With the Iranian election this week likely to strengthen the ultraconservative clerics who rule in Tehran, it does afford time for America to seriously reconsider the terms of the failing nuclear deal currently being renegotiated.
On Wednesday, Iranian state media confirmed that three presidential candidates dropped out of Friday’s presidential election. Mohsen Mehralizadeh, the only remaining reformist candidate, and Alireza Zakani, an ultraconservative, both withdrew. Later in the afternoon, the ultra-conservative former nuclear negotiator Saeed Jalili also pulled out. This leaves four candidates remaining.
Despite a potentially record-low voter turnout, the frontrunner is now Ebrahim Raisi, an ultraconservative senior judge personally endorsed by Supreme Leader Ayatollah Ali Khamenei.
Raisi, who has been subject to U.S. sanctions over his role in the mass executions of thousands of political prisoners in 1988, is widely perceived as a candidate who will strengthen Khamenei’s leadership, further erode the human rights situation in Iran, and prioritize the removal of U.S. sanctions while retaining Iran’s strategic ambiguity surrounding its nuclear program.
In the short term at least, this will lead to a continuation of Iran’s own “maximum pressure” campaign against the United States and Britain. Attacks on Coalition bases in Iraq by Iranian proxies in the Popular Mobilization Forces (PMF) will likely continue to increase pressure on the United States to remove sanctions.
Under Raisi, who is a hardliner in sharp contrast to Iran’s sitting moderate President Hassan Rouhani, Tehran will almost certainly resume development of its nuclear program, in continued violations of the Joint Comprehensive Plan of Action (JCPOA). The failing nuclear deal is currently still under renegotiation, with both Washington and Tehran desperate for a new deal, but for different reasons.
However, despite the short-term uncertainty that the Iranian elections will cast on ongoing nuclear talks, Washington should take time to reconsider its interests, rather than trying to rush through a new JCPOA with all the structural limitations that it possesses. For instance, the head of the International Atomic Energy Agency (IAEA), Rafael Grossi, stated that reviving the nuclear deal will have to wait until after a new Iranian government is formed. Rafael added that a deal required political will from all sides.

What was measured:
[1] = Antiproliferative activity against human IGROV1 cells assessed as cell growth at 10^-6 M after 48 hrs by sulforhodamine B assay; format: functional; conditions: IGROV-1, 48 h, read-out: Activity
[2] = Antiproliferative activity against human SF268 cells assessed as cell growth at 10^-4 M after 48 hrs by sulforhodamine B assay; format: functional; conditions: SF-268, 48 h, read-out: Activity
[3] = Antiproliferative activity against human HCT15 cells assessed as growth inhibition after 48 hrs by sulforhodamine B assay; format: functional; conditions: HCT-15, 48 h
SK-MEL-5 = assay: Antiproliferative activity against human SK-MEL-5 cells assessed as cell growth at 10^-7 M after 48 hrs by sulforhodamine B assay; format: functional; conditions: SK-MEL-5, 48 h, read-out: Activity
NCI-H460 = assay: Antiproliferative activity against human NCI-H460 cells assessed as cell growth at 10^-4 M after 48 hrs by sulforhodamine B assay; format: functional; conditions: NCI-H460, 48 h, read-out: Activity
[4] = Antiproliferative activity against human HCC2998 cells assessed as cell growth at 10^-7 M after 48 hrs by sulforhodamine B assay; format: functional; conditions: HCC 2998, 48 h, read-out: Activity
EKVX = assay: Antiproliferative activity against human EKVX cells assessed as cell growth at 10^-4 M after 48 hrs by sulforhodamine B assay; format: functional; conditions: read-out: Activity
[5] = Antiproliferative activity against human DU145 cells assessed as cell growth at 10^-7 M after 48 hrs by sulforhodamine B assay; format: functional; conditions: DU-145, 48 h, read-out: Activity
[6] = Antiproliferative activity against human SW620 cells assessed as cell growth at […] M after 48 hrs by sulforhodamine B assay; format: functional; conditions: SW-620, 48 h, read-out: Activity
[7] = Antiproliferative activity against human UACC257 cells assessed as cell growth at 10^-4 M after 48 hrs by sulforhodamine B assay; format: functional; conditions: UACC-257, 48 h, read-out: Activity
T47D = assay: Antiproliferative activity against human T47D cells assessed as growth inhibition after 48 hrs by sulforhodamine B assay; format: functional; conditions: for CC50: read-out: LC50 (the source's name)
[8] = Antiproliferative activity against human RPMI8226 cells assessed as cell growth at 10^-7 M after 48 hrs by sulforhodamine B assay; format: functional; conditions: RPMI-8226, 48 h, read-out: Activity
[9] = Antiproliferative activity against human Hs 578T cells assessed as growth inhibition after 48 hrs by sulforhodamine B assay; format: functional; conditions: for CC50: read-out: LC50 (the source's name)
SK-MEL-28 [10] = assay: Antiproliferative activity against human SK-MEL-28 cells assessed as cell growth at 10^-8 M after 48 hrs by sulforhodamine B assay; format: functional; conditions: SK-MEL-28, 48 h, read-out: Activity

Despite Iran's presidential elections taking place this Friday, the new president is not expected to name his cabinet until mid-August. This gives Washington, and the remaining signatories to the JCPOA (especially the European countries) some breathing space to take stock of the situation which currently faces them.
Iran has consistently violated its commitments under the JCPOA since the deal was implemented in January 2016. Only four weeks after implementation day, the IAEA reported that Iran had produced almost a whole ton of heavy water more than it was permitted to. Since then, the Islamic Revolutionary Guards Corps’ (IRGC) foreign operations wing, the Quds Force, have continued to arm, finance, support, and coordinate various regional terrorist organizations and proxy militias, including Hamas, Hezbollah, the Houthis, and the Iraqi PMF to conduct attacks against Western targets and American and British allies, including against Israel and Saudi Arabia.
Iran has continually breached its commitments under the JCPOA over the last twelve months; enriching uranium far past the limits set appropriate for civilians use, installing new centrifuges, and developing new research and development sites—all contrary to the JCPOA, but with little to no consequences.
Instead, Washington is eager to revive the same nuclear framework which has allowed this nuclear proliferation and wider regional security instability and aggression to occur.
Grossi is indeed correct that any revival of the nuclear deal must now wait until after Iran’s new government is formed. However, as the supreme leader retains all executive power regarding political and diplomatic decisions, and with the clear frontrunner for Friday’s election being an ultraconservative, the outcome of Iran’s “election” will hardly make any difference in Iranian politics.
Washington and its allies in Europe, particularly Britain, must now use this time before a new Iranian government is formed to studiously reconsider getting back into bed with a regime that has consistently violated the terms of a nuclear deal that has only emboldened and strengthened the ultraconservatives who rule Iran.
Robert Clark is a Defence Fellow at the Henry Jackson Society in London. Prior to this, he served in the British Army for thirteen years including tours of Iraq and Afghanistan.